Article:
5400 versus 7200 HDD?

Discussion in 'MacBook Pro' started by mrdm, Aug 4, 2010.

  1. mrdm macrumors regular

    Joined:
    Jul 21, 2010
    #1
    I'm considering upgrading the stock 5400 RPM Hitachi drive in my macbook pro to the Seagate momentus XT (7200 RPM) hybrid drive. I'm curious about the experiences of those who may have done a similar upgrade:

    1. Is there a noticeable difference in performance? I seem to do a lot of waiting for the HDD in my day to day usage and I suspect the increased spindle speed will be helpful.

    2. Any noticeable tradeoff on battery life (>~10% or so)?

    3. Should I expect an increase in heat or vibration?

    Finally, for those using the momentus XT I've been reading about issues with the dreaded beachball waiting for the drive to spin up. This lag would obviously defeat the purpose of upgrading and I'd like to hear about any personal experiences in this regard with the drive.

    Thanks in advance for any comments.
     
  2. greenchiliman macrumors 6502

    Joined:
    Jul 29, 2010
    Location:
    Chicago
    #2
    1. I went from the stock 5400 to a non-hybrid Seagate 7200. I didn't notice an amazing difference. Although, I must ask, how much ram are you running? The HD usually isn't a bottleneck.

    2. Didn't notice anything and can't for the life of me understand why people think they will see hours of difference of battery life from different hard drives. I know, this coming from a 3 post wonder...

    3. I haven't noticed much but I don't think I notice as much as other posters.
     
  3. d4nn0 macrumors member

    d4nn0

    Joined:
    Dec 15, 2005
    Location:
    Canada
    #3
    I agree with greenchiliman, the HDD doesn't seem to be the bottleneck after completing the same upgrade. If you're solely looking for a performance upgrade and not just more space, I've heard that upping the ram/switching to dual channel is more helpful (just waiting on mine to be shipped!)

    -Danno
     
  4. TZRaceR6 Guest

    TZRaceR6

    Joined:
    Jun 8, 2010
    Location:
    United Kingdom
    #4
    HD is a bottleneck if it is full and runs at only 5400rpm. Even not full, the Apple based HDD's are really slow.

    I just bought the wife a brand new 2010 13" 2.4 MBP. I used it for 5 minutes before ripping out the hard drive and RAM. Put in a 320GB WD Black Scorpio 7200rpm and then added a 4GB chip of RAM, to up her RAM to 6GB.

    Having come from a 3 year old MacBook, she loves the new Pro with my settings.

    Best bang for buck upgrade is the HDD. Then worry about RAM.
     
  5. Meever macrumors 6502a

    Joined:
    Jun 30, 2009
    #5
    On a modern system the bottle neck is ALWAYS the hard drive. Ram won't do squat for bootup or opening programs.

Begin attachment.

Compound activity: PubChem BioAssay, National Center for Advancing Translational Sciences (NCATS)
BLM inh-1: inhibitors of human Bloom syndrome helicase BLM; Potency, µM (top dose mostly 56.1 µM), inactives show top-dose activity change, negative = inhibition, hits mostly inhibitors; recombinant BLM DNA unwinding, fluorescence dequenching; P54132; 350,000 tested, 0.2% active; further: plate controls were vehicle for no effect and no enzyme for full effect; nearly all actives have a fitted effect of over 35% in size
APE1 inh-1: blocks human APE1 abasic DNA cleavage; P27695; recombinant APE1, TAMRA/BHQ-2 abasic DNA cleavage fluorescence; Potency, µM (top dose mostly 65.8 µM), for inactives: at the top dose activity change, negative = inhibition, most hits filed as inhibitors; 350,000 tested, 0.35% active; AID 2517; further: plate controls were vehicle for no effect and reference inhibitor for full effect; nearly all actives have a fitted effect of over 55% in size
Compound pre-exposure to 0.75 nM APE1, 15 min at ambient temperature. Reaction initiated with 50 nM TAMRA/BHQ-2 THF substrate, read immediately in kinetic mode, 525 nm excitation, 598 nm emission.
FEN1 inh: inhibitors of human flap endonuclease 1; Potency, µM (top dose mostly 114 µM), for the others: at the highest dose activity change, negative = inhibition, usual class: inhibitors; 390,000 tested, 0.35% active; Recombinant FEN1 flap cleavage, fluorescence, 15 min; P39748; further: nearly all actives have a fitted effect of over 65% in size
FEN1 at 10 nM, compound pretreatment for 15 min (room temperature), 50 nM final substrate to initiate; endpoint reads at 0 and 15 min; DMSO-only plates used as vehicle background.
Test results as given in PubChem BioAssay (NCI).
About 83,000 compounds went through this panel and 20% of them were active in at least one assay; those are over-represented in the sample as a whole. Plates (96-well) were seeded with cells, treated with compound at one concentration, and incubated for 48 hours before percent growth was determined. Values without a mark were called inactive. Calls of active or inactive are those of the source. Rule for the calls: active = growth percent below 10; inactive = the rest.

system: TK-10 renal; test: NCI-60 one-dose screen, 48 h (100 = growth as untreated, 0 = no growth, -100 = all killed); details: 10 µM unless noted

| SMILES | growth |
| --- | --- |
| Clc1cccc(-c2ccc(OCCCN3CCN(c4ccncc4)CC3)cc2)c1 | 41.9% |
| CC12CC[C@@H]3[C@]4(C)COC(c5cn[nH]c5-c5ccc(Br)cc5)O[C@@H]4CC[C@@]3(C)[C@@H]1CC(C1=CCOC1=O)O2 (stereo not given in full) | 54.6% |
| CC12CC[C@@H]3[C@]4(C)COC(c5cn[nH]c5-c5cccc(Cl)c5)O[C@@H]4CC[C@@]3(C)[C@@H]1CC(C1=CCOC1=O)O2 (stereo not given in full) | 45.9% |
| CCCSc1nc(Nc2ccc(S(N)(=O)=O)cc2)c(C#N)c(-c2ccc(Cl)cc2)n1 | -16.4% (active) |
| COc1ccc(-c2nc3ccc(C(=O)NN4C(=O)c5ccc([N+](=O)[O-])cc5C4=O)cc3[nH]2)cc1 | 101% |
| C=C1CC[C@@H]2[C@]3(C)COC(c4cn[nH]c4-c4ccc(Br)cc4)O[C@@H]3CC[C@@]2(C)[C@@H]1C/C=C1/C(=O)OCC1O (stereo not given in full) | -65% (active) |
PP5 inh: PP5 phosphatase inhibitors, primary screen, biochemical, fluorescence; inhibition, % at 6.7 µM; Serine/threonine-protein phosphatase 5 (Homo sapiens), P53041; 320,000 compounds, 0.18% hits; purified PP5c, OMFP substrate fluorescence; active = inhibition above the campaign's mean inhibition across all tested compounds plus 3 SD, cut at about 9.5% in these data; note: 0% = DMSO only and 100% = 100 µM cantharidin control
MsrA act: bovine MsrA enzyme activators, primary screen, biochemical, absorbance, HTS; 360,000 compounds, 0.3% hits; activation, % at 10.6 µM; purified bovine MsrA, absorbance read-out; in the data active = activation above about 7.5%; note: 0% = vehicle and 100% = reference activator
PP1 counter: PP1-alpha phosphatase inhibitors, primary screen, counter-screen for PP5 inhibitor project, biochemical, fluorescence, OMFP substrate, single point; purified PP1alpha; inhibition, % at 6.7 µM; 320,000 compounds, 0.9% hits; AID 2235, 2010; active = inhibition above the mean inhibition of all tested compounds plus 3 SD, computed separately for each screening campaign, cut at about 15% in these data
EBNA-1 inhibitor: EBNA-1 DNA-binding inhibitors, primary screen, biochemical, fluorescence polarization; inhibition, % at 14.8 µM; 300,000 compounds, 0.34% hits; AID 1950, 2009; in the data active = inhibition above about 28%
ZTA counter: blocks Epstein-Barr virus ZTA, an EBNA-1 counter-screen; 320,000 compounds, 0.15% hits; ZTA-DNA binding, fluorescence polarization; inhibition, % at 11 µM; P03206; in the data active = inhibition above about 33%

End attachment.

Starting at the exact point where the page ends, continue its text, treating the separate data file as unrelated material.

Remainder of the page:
6. magamo macrumors 6502

    Joined:
    Apr 6, 2009
    #6
    From what I heard and read, HDDs are the bottleneck of personal computers in most cases. I know from my experience how 5400rpm and 7200rpm HDDs make little difference in everyday use if you're a non-tech savvy user. But that's just because they're all slow when compared to other components in laptops, which is the very reason HDDs are the bottleneck. Pretty much every tech magazine and website praises the advent of commercial solid state drives because it was major progress in resolving this bottleneck.
     
  7. kernkraft macrumors 68020

    kernkraft

    Joined:
    Jun 25, 2009
    #7
    I have the non-hybrid Momentus with the drop-sensor. Apparently, it draws less than 1% more than a standard drive. I haven't noticed any vibration in my 13" unibody MBP, but it is certainly faster than whatever Apple put into the 15" unibody as a fast spinning drive.

    In fact, on this computer the HDD upgrade fixed the beach ball problem for me. I was considering the hybrid drive but in the end I wanted a cheap solution. You have to admit that these 7200rpm Seagate drives (but even the Scorpios) are very cheap. MOst importantly, once your applications loaded and your files are open, the difference between an SSD and a HDD is not that great. In fact, some people who work in graphic design prefer HDDs. I think fast-loading apps and quick boot-ups change people's perception (wrongly) that their computer is significantly faster, whereas it isn't. You also have to face the speed degradation with the SSD part in the hybrid drive.
     
  8. warrmr macrumors regular

    Joined:
    Jul 7, 2010
    #8
    1) My boot times have halved and app loading times are now no longer than 1 bounce. Everything else is pretty much the same. Overall it feels snappyier. Possibly could be due to the fresh install of snowlepord.

    2) I have the standard unibody MB not the pro and my battery live is around 4 hours.

    3) It runs lots cooler than the standard drive. The drive is no noisier than the old drive and there is no real noicable vibration. You can hear it if you put your head close to the laptop but other that that no issue.

    Specs.

    Unibody MB
    4gb ram
    Seagate momentus XT 320gb
    SL 10.6
     
  9. koco macrumors newbie

    Joined:
    Aug 3, 2010
    #9
    Does the 7200 RPM drive make the system run too hot? I know they produce more heat, but not sure if its too much. They probably use more power too thus reducing battery run time.
     

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